You Might Be a Black Belt If...

Oh, the perils of mastering Six Sigma

I'm not saying that the following apply to you... really. But, you might be a Black Belt if...

• You test your co-workers for normality – and find some of them to be non-normal and a little skewed…
• …and you know you can handle non-normal co-workers if you can just transform them
• You recall that Anderson-Darling (the youngest brother of Wendy, Michael, and John) did not go to Neverland, being firmly rooted in normalcy
• You used forced pairwise consensus ranking to name your kids (I so totally did this)
• You keep giving homework to your kid’s math teachers (guilty here too)
• You get into arguments with people doing telephone surveys about the validity of their sampling and survey question construction
• You “strongly agree” that you would never take the average or standard deviation of ordinal or nominal data, like the Likert scale
• Your mixing spoons are traced and hung up on pegboards—a place for everything and everything is in its place
• You know that correlation is not causation, even though you still can’t say it without sounding snooty
• When someone says, “DOE” you think of “experimental design” instead of the “Department of Energy”
• You know that quality is defined as the “reduction of variability around a customer-defined target”* and not “What the heck, it’s in spec”
• You know that define, analyze, improve, control is a good template to follow when faced with a problem with no known solution, albeit inefficient if a strategy to fix the problem is known
• You know that low-hanging fruit is good, but that to reach the higher, sweeter fruit you have to use some advanced techniques*
• You know when to use a team…and when not to
• You get it (even if you don’t think it’s funny) when someone tells you that Bobby Brown invented the “Mann-Whitney U look good” test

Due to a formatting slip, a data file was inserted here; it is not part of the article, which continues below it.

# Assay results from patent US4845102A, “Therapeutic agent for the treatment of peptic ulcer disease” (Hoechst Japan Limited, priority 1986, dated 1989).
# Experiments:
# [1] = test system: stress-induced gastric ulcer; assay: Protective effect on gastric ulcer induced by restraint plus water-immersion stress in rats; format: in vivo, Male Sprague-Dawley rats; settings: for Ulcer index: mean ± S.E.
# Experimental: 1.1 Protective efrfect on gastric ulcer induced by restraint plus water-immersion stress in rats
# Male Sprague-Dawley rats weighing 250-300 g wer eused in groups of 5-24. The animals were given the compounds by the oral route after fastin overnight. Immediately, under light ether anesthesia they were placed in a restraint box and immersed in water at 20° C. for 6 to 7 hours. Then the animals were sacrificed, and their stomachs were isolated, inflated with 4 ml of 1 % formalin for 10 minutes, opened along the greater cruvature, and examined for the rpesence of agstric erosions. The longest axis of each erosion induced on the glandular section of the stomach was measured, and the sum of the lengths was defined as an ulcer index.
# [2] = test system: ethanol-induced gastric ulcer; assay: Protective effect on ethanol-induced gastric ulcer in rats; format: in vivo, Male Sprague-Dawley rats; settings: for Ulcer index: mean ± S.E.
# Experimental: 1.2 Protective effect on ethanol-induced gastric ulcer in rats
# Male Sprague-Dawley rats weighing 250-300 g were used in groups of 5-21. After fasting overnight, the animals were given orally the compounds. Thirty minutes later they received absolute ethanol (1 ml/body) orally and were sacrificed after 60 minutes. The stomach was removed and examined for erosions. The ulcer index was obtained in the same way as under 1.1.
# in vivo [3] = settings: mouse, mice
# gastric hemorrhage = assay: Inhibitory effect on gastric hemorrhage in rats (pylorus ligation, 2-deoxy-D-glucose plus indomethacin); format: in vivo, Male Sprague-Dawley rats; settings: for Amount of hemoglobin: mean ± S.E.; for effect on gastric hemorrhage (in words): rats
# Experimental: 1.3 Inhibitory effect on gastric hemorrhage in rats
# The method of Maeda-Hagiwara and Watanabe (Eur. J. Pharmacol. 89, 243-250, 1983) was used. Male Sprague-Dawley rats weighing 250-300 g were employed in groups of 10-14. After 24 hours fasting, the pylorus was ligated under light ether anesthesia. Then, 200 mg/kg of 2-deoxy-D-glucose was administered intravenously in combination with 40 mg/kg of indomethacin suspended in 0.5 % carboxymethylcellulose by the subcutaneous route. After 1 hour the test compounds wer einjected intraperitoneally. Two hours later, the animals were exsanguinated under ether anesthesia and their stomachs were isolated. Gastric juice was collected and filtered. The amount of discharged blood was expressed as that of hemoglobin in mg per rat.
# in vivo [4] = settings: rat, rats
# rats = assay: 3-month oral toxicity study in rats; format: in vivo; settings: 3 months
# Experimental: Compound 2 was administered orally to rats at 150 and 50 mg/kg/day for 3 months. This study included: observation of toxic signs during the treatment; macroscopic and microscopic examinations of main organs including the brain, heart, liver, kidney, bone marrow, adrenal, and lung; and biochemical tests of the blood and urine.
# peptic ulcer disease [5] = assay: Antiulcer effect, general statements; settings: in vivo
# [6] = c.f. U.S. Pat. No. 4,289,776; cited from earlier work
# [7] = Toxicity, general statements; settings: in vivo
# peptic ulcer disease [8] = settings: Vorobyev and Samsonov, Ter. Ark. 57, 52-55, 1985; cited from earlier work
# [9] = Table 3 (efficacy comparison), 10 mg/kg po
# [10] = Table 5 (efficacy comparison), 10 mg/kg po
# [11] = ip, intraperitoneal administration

• You know that Kolmogorov-Smirnov is not a brand of vodka*
• You know that the median test is not used to determine if a driver is intoxicated
• You know that the runs test is not related to a bad burrito
• You know that rather than focusing on quality, which may result in improving profitability, you should focus on profitability, which might lead to improvements in quality*
• You know that showing financial results are critical
• You know that if a product or service loses you money, you can’t make it up in volume*
• You recognize that most businesses have a high percentage of their revenue come from customers* and so there is a reason to investigate and understand what they value
• You know the link between the t-test and Guinness stout
• You teach the 5S’s, yet make very sure none of your students see your garage
• You wince every time someone mentions that odious Disraeli quote about lies and damned lies
• You step on the punch line of that quote and yell out, “..and people who misuse statistics.”
• You know that there are three types of quality, and that without design, conformance, and process management quality, your business is in danger
• You know that a company that executes an OK plan very well wins over a company that poorly executes a great plan
• You know that, while driving fear into an organization can be fun and entertaining, it tends to result in poor performance and lost money†
• You know that about 90 percent of the problems in a process are not due to the workers in the process, but due to the managers who manage the process†
• You know that special causes, left unattended, become common to the processes†
• You ask your kids, “Why?” five times when they are past curfew
• You know that Weibulls wobble, but they don’t fall down*
• You look honestly confused when, after telling someone that you are a Black Belt, they start talking about how they always wanted to take karate
• You see opportunities for experimental design in the boudoir (“Now honey, you have to admit that was statistically significant!”)
• You know that statistical significance can be way different than practical importance*
• You have an SPC chart on your bedside table (“See honey, I am in control.”)
• You know that being in statistical control is not necessarily the same as giving your customers what they want*

And a bonus section

You might be a Master Black Belt if…

• You know that just because a project would have benefits, it is not necessarily the most beneficial project you can work on*
• You know that a company working solely on eliminating dissatisfaction is not working on increasing customer delight‡
• You know that increasing production speed on a process that loses you money with every unit might just lose you more money faster*
• You know that there are pearls of wisdom everywhere—maybe even in a silly “You might be a…” list.

*Derived from something my former boss and colleague Dr. J. Luftig said
†Derived from something his colleague, Dr. W.E. Deming said
‡Derived from something Dr. J. Juran said
All the rest, I take full blame for.  Hope you enjoyed them.  Please feel free to add more in the comments section!